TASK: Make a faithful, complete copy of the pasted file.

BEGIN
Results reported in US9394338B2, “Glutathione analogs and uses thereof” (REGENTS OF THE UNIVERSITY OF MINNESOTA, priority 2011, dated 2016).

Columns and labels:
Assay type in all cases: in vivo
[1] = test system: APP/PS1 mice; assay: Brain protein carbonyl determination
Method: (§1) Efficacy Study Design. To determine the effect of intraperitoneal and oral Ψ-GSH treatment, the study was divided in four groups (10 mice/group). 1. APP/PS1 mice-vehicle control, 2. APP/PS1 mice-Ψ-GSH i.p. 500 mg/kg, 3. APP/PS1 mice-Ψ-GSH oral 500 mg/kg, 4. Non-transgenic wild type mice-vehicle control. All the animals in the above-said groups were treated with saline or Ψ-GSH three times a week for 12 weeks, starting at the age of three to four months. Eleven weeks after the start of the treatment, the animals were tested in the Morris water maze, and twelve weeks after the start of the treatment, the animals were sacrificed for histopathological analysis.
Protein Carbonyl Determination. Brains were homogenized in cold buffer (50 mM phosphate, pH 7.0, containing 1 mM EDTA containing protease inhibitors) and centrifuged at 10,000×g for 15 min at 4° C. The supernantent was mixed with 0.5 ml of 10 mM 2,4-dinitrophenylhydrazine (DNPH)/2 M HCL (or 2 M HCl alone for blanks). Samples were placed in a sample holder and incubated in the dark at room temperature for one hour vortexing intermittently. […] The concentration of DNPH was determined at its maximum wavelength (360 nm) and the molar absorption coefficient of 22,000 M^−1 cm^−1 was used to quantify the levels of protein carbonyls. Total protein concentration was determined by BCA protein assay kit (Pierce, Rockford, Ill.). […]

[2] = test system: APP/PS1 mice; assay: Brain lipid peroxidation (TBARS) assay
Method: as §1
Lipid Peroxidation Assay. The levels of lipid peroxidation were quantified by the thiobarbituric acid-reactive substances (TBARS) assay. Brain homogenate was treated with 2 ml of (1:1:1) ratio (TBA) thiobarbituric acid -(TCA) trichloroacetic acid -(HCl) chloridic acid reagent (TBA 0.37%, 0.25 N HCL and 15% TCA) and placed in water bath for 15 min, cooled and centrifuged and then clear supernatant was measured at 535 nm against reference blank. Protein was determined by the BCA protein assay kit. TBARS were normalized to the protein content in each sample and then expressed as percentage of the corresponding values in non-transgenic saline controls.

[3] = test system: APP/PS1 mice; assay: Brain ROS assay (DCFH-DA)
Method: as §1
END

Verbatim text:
Results reported in US9394338B2, “Glutathione analogs and uses thereof” (REGENTS OF THE UNIVERSITY OF MINNESOTA, priority 2011, dated 2016).

Columns and labels:
Assay type in all cases: in vivo
[1] = test system: APP/PS1 mice; assay: Brain protein carbonyl determination
Method: (§1) Efficacy Study Design. To determine the effect of intraperitoneal and oral Ψ-GSH treatment, the study was divided in four groups (10 mice/group). 1. APP/PS1 mice-vehicle control, 2. APP/PS1 mice-Ψ-GSH i.p. 500 mg/kg, 3. APP/PS1 mice-Ψ-GSH oral 500 mg/kg, 4. Non-transgenic wild type mice-vehicle control. All the animals in the above-said groups were treated with saline or Ψ-GSH three times a week for 12 weeks, starting at the age of three to four months. Eleven weeks after the start of the treatment, the animals were tested in the Morris water maze, and twelve weeks after the start of the treatment, the animals were sacrificed for histopathological analysis.
Protein Carbonyl Determination. Brains were homogenized in cold buffer (50 mM phosphate, pH 7.0, containing 1 mM EDTA containing protease inhibitors) and centrifuged at 10,000×g for 15 min at 4° C. The supernantent was mixed with 0.5 ml of 10 mM 2,4-dinitrophenylhydrazine (DNPH)/2 M HCL (or 2 M HCl alone for blanks). Samples were placed in a sample holder and incubated in the dark at room temperature for one hour vortexing intermittently. […] The concentration of DNPH was determined at its maximum wavelength (360 nm) and the molar absorption coefficient of 22,000 M^−1 cm^−1 was used to quantify the levels of protein carbonyls. Total protein concentration was determined by BCA protein assay kit (Pierce, Rockford, Ill.). […]

[2] = test system: APP/PS1 mice; assay: Brain lipid peroxidation (TBARS) assay
Method: as §1
Lipid Peroxidation Assay. The levels of lipid peroxidation were quantified by the thiobarbituric acid-reactive substances (TBARS) assay. Brain homogenate was treated with 2 ml of (1:1:1) ratio (TBA) thiobarbituric acid -(TCA) trichloroacetic acid -(HCl) chloridic acid reagent (TBA 0.37%, 0.25 N HCL and 15% TCA) and placed in water bath for 15 min, cooled and centrifuged and then clear supernatant was measured at 535 nm against reference blank. Protein was determined by the BCA protein assay kit. TBARS were normalized to the protein content in each sample and then expressed as percentage of the corresponding values in non-transgenic saline controls.

[3] = test system: APP/PS1 mice; assay: Brain ROS assay (DCFH-DA)
Method: as §1